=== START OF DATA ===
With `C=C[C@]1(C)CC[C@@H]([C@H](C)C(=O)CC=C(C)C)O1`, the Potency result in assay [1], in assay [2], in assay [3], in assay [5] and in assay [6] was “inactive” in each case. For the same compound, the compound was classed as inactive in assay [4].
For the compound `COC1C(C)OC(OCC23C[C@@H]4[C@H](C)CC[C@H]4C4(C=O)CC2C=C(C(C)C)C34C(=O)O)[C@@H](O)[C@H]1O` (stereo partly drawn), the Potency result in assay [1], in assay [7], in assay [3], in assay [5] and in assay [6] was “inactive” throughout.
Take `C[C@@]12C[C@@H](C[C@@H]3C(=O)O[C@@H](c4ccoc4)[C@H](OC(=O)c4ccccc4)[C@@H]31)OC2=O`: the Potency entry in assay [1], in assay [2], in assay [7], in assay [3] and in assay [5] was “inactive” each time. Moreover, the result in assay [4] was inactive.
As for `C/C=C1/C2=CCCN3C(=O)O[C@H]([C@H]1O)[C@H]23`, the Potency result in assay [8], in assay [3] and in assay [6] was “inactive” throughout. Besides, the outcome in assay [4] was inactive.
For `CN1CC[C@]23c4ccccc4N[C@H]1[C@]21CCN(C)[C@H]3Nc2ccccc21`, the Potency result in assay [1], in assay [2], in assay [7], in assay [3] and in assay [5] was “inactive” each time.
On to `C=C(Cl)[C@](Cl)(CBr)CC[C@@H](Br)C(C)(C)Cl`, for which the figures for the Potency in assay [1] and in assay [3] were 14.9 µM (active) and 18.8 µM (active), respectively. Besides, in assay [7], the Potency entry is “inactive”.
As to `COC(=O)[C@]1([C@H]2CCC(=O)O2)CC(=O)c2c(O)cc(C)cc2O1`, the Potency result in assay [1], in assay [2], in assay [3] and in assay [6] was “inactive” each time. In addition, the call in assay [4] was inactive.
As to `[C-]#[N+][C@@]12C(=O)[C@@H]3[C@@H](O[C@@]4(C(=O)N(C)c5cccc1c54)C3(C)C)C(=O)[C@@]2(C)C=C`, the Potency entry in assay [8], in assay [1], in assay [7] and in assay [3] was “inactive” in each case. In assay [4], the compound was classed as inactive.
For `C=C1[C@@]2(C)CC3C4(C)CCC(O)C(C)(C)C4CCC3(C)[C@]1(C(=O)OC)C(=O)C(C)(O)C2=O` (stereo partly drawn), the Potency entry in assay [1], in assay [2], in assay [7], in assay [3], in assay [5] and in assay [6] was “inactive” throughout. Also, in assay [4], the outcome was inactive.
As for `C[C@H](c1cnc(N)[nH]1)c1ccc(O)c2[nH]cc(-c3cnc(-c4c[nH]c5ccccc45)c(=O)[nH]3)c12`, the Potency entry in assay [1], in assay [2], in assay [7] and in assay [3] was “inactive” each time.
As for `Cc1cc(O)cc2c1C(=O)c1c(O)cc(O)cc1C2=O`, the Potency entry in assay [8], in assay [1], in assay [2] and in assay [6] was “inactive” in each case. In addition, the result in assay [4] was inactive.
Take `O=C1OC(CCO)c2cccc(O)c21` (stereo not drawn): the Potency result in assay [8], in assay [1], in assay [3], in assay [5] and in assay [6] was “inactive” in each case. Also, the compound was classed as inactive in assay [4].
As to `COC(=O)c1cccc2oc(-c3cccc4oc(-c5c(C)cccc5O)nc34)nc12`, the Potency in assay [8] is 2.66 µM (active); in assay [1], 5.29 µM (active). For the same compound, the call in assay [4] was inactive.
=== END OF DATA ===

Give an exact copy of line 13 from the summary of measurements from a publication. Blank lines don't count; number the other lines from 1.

As to `COC(=O)c1cccc2oc(-c3cccc4oc(-c5c(C)cccc5O)nc34)nc12`, the Potency in assay [8] is 2.66 µM (active); in assay [1], 5.29 µM (active). For the same compound, the call in assay [4] was inactive.